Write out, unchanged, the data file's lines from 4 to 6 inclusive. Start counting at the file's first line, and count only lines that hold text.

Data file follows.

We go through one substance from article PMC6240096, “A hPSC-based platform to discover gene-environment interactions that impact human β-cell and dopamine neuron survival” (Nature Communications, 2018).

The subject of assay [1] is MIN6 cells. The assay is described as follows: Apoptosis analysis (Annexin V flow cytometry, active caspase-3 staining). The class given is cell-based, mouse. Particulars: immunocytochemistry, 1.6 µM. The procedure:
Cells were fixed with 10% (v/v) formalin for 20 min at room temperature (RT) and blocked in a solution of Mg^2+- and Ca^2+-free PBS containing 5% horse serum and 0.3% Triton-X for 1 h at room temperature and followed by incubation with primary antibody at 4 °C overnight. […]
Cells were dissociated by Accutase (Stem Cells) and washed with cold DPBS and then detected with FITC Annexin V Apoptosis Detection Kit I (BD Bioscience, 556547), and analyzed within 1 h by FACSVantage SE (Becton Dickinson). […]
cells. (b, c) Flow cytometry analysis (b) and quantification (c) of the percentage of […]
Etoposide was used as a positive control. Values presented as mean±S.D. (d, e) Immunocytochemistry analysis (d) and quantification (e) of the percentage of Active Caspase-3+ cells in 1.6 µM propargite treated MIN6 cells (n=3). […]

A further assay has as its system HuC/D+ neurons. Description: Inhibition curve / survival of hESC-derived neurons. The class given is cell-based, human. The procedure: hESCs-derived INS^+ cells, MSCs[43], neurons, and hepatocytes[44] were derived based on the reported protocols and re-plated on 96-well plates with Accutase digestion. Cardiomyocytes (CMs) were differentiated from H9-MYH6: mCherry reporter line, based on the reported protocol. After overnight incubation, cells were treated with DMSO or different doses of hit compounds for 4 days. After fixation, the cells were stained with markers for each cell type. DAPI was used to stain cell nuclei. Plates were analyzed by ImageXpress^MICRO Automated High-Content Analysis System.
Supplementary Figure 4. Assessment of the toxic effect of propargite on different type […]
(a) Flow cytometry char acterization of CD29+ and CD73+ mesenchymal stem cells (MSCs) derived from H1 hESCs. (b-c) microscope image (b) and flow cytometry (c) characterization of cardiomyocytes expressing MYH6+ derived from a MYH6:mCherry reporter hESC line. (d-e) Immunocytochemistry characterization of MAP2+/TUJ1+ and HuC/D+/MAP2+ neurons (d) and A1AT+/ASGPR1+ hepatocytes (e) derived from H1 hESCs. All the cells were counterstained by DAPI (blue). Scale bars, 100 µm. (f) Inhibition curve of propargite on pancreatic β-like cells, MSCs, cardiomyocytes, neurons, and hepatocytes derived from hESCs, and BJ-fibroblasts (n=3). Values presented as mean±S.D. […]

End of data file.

Cells were dissociated by Accutase (Stem Cells) and washed with cold DPBS and then detected with FITC Annexin V Apoptosis Detection Kit I (BD Bioscience, 556547), and analyzed within 1 h by FACSVantage SE (Becton Dickinson). […]
cells. (b, c) Flow cytometry analysis (b) and quantification (c) of the percentage of […]
Etoposide was used as a positive control. Values presented as mean±S.D. (d, e) Immunocytochemistry analysis (d) and quantification (e) of the percentage of Active Caspase-3+ cells in 1.6 µM propargite treated MIN6 cells (n=3). […]